A Special Plaid Wine Box – Made With Love

“The one important thing I have learned over the years is the difference between taking one’s work seriously and taking one’s self seriously. The first is imperative, the second is disastrous.”
– Margot Fonteyn

Copyright Beth Parker Art 2013

Copyright Beth Parker Art 2013

A Special Plaid Wine Box

I made this wine box for my friend, Ann.  It’s made from a paper mache wine box (from Hobby Lobby) and a favorite old shirt of mine.  I loved that shirt, so when I wore it out, I washed it and put it in my fabric stash.  I used Mod Podge (by Plaid Enterprises) to put squares of fabric all over the box.  The shirt had tabs, so that when you rolled up your sleeves, you’d button them up with the tabs.  That is what I used for the front.  I removed the buttons from my shirt and hot glued them to the tab.  If you make one of these, be sure to start it below the lid edge or the lid won’t go on.   As it is, you have to use thin layers around the top and bend the box slightly to get the lid on.  I think on the next one, I may just paint around the top of the box.

I attached the collar to the lid with hot glue and added a couple buttons.  I used several coats of Outdoor Mod Podge to give it a hard surface.  (Do the collar, too)  I even hot glued the tag inside the box for an extra bit of fun.  Ann takes wine to barbeques and such, so I thought it would be the perfect gift for her.  It was hard not to keep it.  I could put a water bottle or small coffee thermos in there, in stead of wine.  😀

About Margot Fonteyn

Margot Fonteyn, the elegant British prima ballerina, is considered one of the truly great dancers of our time. She was born in 1919 in Surrey. She made her debut in 1934 as a snowflake in Nutcracker and was a leading ballerina within four years. She flirted with retirement in the late 1950’s until Rudolf Nureyev defected from the Soviet Union; he became her dancing partner for the next decade, a brilliant creative match despite their 20-year age difference. She died in February 1991.


A Charming Old Car and Some Plaid

“If there is a sin against this life, it consists perhaps not so much in despairing of life as in hoping for another life and in eluding the implacable grandeur of this life.”
Albert Camus

Copyright Beth Parker Art 2012

A Charming Old Car – 5″ x 5″ Watercolor & Ink

I painted this from another photo reference from Lin (Old Rock Chick) at WetCanvas.  The plaid was fun.  I just made that part up.  😀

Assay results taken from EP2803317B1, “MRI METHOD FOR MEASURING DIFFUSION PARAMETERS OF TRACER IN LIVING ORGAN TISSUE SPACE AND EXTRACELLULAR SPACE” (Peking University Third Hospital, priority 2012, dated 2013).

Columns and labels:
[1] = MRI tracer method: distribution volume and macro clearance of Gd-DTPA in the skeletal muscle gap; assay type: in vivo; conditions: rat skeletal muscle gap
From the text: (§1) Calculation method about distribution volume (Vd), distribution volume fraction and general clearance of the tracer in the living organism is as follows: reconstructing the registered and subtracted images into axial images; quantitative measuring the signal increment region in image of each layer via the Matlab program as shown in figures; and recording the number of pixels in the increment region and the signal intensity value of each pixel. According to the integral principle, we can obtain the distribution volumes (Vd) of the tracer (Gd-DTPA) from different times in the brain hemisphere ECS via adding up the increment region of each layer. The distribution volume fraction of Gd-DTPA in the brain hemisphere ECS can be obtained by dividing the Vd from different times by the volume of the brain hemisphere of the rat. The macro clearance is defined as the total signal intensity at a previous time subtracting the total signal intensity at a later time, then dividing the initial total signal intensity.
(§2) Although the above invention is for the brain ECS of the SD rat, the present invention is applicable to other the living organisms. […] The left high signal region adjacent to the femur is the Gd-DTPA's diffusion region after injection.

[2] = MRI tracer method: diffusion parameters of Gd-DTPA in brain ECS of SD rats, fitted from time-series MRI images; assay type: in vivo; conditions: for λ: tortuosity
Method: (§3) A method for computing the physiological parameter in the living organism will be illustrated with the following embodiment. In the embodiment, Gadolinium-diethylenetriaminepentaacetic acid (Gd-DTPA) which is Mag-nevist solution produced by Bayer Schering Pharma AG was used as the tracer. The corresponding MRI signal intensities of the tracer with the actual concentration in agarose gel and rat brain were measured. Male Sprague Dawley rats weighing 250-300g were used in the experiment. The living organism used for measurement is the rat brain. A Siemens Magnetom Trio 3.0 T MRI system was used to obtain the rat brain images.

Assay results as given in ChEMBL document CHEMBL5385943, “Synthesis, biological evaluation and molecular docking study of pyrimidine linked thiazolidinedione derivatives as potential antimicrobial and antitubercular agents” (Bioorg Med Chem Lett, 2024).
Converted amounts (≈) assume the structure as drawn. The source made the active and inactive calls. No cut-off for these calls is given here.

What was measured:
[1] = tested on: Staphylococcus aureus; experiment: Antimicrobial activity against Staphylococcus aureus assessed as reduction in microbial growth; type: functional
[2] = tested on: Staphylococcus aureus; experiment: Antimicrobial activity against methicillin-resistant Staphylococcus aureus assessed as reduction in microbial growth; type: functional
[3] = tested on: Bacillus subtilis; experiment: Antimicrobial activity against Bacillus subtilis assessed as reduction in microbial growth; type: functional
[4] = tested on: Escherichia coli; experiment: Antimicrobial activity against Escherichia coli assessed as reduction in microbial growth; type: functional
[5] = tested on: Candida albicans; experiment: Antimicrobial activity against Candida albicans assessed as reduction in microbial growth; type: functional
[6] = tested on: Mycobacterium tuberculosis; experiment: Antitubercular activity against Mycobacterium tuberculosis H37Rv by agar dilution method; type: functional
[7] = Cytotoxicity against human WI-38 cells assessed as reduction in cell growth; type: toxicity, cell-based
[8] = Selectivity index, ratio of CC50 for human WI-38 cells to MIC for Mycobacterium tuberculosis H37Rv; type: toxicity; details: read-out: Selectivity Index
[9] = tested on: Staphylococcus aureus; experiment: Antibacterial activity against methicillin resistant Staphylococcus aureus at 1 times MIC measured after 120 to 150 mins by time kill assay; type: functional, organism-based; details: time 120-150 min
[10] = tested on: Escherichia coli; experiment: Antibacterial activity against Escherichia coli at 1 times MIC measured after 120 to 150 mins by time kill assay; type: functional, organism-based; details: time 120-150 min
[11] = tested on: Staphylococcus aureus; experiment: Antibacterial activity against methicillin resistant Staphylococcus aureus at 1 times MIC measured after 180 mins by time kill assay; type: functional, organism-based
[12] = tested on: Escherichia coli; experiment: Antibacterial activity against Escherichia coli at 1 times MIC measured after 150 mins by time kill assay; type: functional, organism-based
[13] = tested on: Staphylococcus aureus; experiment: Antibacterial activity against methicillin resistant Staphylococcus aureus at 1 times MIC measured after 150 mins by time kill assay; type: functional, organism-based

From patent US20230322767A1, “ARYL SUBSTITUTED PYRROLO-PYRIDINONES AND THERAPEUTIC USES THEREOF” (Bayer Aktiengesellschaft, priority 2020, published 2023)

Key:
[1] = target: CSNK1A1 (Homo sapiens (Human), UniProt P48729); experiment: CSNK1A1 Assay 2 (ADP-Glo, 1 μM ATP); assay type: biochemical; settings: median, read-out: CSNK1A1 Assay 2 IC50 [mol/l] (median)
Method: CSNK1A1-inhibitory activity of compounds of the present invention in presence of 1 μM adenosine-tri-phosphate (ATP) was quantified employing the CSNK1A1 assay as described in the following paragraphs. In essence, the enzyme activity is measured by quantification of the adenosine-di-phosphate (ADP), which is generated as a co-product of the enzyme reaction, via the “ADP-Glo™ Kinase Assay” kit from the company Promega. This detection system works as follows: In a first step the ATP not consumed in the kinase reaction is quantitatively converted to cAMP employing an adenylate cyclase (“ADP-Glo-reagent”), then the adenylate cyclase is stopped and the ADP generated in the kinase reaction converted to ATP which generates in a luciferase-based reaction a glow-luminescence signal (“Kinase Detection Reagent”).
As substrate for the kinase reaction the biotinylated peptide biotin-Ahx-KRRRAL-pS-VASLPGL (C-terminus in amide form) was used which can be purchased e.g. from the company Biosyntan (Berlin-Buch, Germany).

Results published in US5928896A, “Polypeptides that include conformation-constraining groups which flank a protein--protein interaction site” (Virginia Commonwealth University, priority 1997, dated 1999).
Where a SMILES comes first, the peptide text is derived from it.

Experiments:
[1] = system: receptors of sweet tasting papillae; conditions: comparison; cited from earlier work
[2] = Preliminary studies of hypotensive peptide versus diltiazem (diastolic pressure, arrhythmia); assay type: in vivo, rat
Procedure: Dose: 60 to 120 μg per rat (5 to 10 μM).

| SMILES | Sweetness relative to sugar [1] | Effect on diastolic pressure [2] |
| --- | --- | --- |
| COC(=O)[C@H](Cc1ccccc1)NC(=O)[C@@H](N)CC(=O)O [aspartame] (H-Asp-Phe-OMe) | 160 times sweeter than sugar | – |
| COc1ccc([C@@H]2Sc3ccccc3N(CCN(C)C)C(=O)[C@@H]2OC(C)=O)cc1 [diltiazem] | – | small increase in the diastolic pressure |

Albert Camus (1913-1960) was a representative of non-metropolitan French literature. His origin in Algeria and his experiences there in the thirties were dominating influences in his thought and work. Of semi-proletarian parents, early attached to intellectual circles of strongly revolutionary tendencies, with a deep interest in philosophy (only chance prevented him from pursuing a university career in that field), he came to France at the age of twenty-five. The man and the times met: Camus joined the resistance movement during the occupation and after the liberation was a columnist for the newspaper Combat. But his journalistic activities had been chiefly a response to the demands of the time; in 1947 Camus retired from political journalism and, besides writing his fiction and essays, was very active in the theatre as producer and playwright (e.g., Caligula, 1944). He also adapted plays by Calderon, Lope de Vega, Dino Buzzati, and Faulkner’s Requiem for a Nun. His love for the theatre may be traced back to his membership in L’Equipe, an Algerian theatre group, whose “collective creation” Révolte dans les Asturies (1934) was banned for political reasons.  More…


A Vintage Car and a Glacial Norwegian Lake

“Behold the turtle. He makes progress only when he sticks his neck out.”
– James Bryant Conant

Copyright Beth Parker Art 2012

A Vintage Car and a Glacial Norwegian Lake – 4″ x 6″ Watercolor and Ink

I had fun with this one.  It’s a combo of two photographs from Rozzi at WetCanvas.  The doors to the car were open in the photo and there were two guys standing on the running boards.  I left all that pesky stuff out.  Oh, and of course the car was black.   🙂

About James Bryant Conant

James Bryant Conant, the American chemist and educator, is known both for his role in the Manhattan Project — which developed the first nuclear weapons — and for his innovative tenure as president of Harvard University. Harvard had been a finishing school for the rich; Conant turned it into a world-class research university and created aptitude tests to choose students by ability. These tests became the basis for the SAT. He was born in Massachusetts in 1893 and died in New Hampshire in 1978.

Plaid and Polka Dots

“Rate the task above the prize; will not the mind be raised? Fight thine own faults, not the faults of others; will not evil be mended?”
– Confucius

Plaid and Polka Dots – 4″ x 4″ Watercolor

I hosted the WDE over the weekend at WetCanvas.  I used photos from the Reference Image Library that started with P.  We had a lot of fun and I did eight paintings.  I threw studying and honey-dos to the wind and just played in my studio.  This photo was titled “Pretty Girl” (by me) and was contributed to the RIL by pencilnpen.  Of course, following the P theme, I added the Plaid and Polka dots.  If I had been thinking ahead, I’d have given her Pigtails.  🙂

I think this is the first child I have painted that didn’t look like a 40 year old hooker.  ha ha ha

About Confucius

The ancient Chinese social philosopher Confucius founded the ethically based philosophical system which became known as Confucianism. Legend says that he was born in 551 B.C. to a 70-year-old father and a 15-year-old mother. At age 50, frustrated with politics, he left his job as Justice Minister and began a 12-year journey around China. Returning home, he taught a growing number of disciples “The Way” and wrote a set of books called the Five Classics. He died in 479 B.C.